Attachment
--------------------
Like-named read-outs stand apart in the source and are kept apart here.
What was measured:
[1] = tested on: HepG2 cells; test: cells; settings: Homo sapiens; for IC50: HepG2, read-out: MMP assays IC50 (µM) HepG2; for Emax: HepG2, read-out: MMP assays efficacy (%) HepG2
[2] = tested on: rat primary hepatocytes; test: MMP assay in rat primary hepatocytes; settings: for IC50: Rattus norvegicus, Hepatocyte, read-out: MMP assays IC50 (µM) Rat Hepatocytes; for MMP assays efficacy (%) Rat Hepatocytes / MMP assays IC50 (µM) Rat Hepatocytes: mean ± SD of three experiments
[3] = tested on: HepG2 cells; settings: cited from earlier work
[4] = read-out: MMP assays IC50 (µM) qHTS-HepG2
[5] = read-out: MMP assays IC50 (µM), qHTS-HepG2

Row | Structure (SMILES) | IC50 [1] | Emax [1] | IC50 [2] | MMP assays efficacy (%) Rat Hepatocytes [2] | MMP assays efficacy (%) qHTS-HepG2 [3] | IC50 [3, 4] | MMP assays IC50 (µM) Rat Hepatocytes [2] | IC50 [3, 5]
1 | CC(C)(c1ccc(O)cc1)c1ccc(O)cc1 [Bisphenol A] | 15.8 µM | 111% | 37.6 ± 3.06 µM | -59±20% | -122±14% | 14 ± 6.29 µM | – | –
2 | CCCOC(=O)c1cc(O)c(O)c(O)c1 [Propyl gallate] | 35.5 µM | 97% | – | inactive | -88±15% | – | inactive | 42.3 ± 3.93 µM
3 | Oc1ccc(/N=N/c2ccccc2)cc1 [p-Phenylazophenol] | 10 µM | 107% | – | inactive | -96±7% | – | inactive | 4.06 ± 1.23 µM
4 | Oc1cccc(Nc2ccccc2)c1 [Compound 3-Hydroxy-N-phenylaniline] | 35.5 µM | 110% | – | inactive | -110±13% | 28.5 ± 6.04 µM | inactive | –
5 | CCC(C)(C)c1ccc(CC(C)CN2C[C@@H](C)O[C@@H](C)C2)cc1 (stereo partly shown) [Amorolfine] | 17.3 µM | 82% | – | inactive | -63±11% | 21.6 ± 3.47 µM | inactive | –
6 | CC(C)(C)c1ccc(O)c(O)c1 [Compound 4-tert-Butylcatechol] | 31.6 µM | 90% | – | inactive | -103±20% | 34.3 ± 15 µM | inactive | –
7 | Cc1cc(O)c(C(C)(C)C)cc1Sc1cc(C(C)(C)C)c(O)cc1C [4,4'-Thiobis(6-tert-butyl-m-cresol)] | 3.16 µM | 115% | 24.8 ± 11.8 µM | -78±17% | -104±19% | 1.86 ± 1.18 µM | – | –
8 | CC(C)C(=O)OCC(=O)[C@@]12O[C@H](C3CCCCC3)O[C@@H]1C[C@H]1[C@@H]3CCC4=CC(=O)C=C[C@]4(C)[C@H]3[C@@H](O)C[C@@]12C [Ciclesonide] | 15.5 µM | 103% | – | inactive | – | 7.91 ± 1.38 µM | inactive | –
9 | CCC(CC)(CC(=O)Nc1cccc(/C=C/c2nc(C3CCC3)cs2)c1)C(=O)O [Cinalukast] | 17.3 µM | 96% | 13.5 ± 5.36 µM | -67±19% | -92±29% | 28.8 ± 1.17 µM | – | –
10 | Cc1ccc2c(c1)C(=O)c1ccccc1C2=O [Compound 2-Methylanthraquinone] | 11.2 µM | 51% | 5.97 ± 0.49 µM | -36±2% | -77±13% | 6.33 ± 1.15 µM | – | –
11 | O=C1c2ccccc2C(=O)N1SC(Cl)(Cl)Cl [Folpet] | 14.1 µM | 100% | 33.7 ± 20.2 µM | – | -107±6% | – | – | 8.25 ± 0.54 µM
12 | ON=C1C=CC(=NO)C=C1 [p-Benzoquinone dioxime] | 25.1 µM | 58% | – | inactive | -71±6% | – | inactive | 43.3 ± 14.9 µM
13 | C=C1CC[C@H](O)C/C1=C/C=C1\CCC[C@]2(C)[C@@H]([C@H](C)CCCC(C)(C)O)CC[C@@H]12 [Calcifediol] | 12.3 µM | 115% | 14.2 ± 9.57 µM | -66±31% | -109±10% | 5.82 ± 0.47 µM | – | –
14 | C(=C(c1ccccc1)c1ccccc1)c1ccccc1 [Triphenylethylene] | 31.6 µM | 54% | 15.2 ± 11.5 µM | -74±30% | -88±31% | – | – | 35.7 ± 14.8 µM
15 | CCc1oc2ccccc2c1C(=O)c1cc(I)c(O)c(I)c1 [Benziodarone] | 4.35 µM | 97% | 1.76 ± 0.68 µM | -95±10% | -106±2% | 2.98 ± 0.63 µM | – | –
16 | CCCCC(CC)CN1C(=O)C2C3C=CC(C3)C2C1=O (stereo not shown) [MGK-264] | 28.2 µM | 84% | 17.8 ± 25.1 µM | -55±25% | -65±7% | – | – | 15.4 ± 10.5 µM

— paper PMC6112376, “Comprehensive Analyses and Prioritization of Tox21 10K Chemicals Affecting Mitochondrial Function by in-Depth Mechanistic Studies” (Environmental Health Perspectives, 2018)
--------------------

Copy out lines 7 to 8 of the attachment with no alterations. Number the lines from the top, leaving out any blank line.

[5] = read-out: MMP assays IC50 (µM), qHTS-HepG2

Row | Structure (SMILES) | IC50 [1] | Emax [1] | IC50 [2] | MMP assays efficacy (%) Rat Hepatocytes [2] | MMP assays efficacy (%) qHTS-HepG2 [3] | IC50 [3, 4] | MMP assays IC50 (µM) Rat Hepatocytes [2] | IC50 [3, 5]